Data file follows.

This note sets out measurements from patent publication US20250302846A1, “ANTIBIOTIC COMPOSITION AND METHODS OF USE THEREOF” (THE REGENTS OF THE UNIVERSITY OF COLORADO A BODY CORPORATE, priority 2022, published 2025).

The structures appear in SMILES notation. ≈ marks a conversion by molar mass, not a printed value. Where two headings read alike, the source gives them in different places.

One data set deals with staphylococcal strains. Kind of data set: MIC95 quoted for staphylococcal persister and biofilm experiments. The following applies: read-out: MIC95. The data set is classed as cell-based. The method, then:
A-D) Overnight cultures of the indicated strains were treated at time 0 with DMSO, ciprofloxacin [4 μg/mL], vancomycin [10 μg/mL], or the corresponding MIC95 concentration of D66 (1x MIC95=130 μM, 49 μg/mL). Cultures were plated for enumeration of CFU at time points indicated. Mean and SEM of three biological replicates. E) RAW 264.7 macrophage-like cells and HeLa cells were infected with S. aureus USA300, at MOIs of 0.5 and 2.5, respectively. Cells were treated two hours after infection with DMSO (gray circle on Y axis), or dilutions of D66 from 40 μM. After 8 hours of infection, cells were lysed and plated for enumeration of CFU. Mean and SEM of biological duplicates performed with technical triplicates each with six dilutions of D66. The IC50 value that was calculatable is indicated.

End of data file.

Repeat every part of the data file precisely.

This note sets out measurements from patent publication US20250302846A1, “ANTIBIOTIC COMPOSITION AND METHODS OF USE THEREOF” (THE REGENTS OF THE UNIVERSITY OF COLORADO A BODY CORPORATE, priority 2022, published 2025).

The structures appear in SMILES notation. ≈ marks a conversion by molar mass, not a printed value. Where two headings read alike, the source gives them in different places.

One data set deals with staphylococcal strains. Kind of data set: MIC95 quoted for staphylococcal persister and biofilm experiments. The following applies: read-out: MIC95. The data set is classed as cell-based. The method, then:
A-D) Overnight cultures of the indicated strains were treated at time 0 with DMSO, ciprofloxacin [4 μg/mL], vancomycin [10 μg/mL], or the corresponding MIC95 concentration of D66 (1x MIC95=130 μM, 49 μg/mL). Cultures were plated for enumeration of CFU at time points indicated. Mean and SEM of three biological replicates. E) RAW 264.7 macrophage-like cells and HeLa cells were infected with S. aureus USA300, at MOIs of 0.5 and 2.5, respectively. Cells were treated two hours after infection with DMSO (gray circle on Y axis), or dilutions of D66 from 40 μM. After 8 hours of infection, cells were lysed and plated for enumeration of CFU. Mean and SEM of biological duplicates performed with technical triplicates each with six dilutions of D66. The IC50 value that was calculatable is indicated.